Rachel Young embraces Honors community

Rachel Young

Studying within a university’s honors program may prove intimidating at first glance.  After all, honors level study is generally associated with promoting a more critical way of thinking than most students might be used to.  But for all who join its ranks, there is much short-term and long-term success to be realized.

At least that’s how Rachel Young feels.  Young, a junior psychology major, started her studies within NAU’s University Honors Program her freshman year.  Though she has taken a variety of courses both in and out of the program, Young says different types of courses provide different types learning, all of which have contributed to her own personal success.

“Being in a bigger class provides the opportunity to gain a lot of different opinions and perspective on the course material,” Young says.  “Then again, I like taking the smaller classes within Honors that focus on more in-depth study.”

Young, who came from Mesa, Arizona, says the smaller campus life and close proximity to her home made NAU an easy decision after high school.  The University Honors Program does its part to create a smooth transition to college through Guides to University Retention and Undergraduate Success, or GURUS, who are upperclassmen designed to help incoming freshman honors students.

Young, who is a GURU herself, believes GURUS help create a tight-knit relationship with their students, providing insight to freshmen and Honors students in need of that experience from a relatable, and reliable, source.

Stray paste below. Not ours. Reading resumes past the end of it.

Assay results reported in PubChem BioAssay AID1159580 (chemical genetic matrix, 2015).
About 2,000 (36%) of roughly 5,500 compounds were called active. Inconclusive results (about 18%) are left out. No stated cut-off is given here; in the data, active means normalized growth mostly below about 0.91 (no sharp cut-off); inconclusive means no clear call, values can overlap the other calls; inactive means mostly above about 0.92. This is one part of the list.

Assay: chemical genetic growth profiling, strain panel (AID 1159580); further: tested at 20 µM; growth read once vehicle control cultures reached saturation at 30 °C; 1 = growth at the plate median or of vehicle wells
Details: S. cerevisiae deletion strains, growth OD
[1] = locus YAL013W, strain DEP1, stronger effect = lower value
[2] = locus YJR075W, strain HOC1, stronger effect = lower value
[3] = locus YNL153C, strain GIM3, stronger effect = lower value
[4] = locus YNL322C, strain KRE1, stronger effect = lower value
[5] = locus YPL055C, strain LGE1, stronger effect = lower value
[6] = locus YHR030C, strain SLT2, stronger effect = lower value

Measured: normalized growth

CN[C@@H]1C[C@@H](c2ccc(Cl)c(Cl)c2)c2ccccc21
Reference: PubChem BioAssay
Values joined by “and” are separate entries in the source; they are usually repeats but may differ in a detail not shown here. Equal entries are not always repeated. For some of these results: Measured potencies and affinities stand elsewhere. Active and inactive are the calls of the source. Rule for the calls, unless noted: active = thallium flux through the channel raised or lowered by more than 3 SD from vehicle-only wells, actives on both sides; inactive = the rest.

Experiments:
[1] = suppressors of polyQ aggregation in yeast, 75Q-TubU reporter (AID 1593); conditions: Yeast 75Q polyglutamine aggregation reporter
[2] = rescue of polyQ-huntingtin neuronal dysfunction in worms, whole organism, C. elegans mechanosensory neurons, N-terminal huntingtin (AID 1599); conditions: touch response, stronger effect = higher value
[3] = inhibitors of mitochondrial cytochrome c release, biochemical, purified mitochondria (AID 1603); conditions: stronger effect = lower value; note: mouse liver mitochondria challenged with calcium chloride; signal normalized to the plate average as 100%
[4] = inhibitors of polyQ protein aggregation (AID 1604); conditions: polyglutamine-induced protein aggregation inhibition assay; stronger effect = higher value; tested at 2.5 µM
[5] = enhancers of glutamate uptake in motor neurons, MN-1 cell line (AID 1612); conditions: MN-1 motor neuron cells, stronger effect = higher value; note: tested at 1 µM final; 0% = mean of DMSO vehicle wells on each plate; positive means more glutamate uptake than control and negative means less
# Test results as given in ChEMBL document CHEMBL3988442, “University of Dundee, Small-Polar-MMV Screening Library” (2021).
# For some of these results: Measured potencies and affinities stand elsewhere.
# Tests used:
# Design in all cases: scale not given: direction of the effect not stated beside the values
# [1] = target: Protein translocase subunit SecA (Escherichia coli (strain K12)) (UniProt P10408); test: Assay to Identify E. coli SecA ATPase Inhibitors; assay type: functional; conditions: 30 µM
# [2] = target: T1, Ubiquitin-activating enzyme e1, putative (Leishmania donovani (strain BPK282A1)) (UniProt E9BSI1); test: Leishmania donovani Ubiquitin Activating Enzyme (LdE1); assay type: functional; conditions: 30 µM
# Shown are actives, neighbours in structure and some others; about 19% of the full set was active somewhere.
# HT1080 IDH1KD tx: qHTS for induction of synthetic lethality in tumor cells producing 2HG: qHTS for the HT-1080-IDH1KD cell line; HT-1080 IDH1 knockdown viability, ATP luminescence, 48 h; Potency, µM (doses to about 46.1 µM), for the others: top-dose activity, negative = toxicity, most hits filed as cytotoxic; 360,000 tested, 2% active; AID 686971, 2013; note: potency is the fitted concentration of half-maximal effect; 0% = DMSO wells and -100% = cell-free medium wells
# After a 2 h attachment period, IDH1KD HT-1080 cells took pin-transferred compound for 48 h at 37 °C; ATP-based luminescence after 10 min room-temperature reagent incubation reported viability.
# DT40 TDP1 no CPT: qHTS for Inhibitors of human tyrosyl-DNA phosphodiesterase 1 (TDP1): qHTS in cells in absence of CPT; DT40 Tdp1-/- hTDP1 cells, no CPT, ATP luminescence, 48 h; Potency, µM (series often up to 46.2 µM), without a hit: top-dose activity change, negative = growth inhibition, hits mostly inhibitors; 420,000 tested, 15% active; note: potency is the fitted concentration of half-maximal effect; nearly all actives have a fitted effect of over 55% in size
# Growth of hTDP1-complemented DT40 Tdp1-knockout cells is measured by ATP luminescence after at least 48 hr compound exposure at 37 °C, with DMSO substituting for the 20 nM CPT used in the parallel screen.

Rachel Young with Student

“Every Honors student has these upper class mentors in our first year class, so the sense of community is established quickly,” Young says.  “A lot of times, freshmen will be shy to talk to their instructors, so it’s really nice to have that transitional person.”

GURUS typically sit in on Honors classes, help lead discussions, and plan social activities for their students, including coffee breaks and trips to the First Friday Art Walks, which occur each month and showcase local artists.

Young also works as an Honors Ambassador, which requires her to lead prospective students on tours of Cowden Hall (where the University Honors Program offices are located) while informing them of the Honors Program and its benefits.  If that weren’t enough, Young also teaches Honors 100 classes as a facilitator.

In Honors 100, students are typically introduced to NAU through projects designed to get them out and about in the Flagstaff community.  For example, one of Young’s projects involved sending students to San Francisco Street – a rich and diverse street connecting NAU’s campus to the city’s central hub – and having them come back with coursework designed to teach their peers.

“It’s all about getting them acclimatized to being away from home and getting them incorporated into the Flagstaff community,” Young says.  “It’s a very fun class for all involved.”

Though her jobs and classes create long work hours, Young says the goal is to manage time and look at the positive experiences.

Young’s long-term goal is to attend graduate school and eventually work in an admissions office on a college campus.  Though she is keeping her options open, Young admits NAU is on the top of her list due to the wealth of knowledge and experience gained through the university.

“NAU has definitely helped me to advance my goals,” Young says.  “I’ve been involved in leadership, which helps prepare me for grad school and be a competitive candidate. With the coursework, I’ve learned to look at things from more of a critical perspective.  “Graduate classes are typically seminar-style, which is the same format as honors classes.  I’ll be used to that going forward, which is really nice.”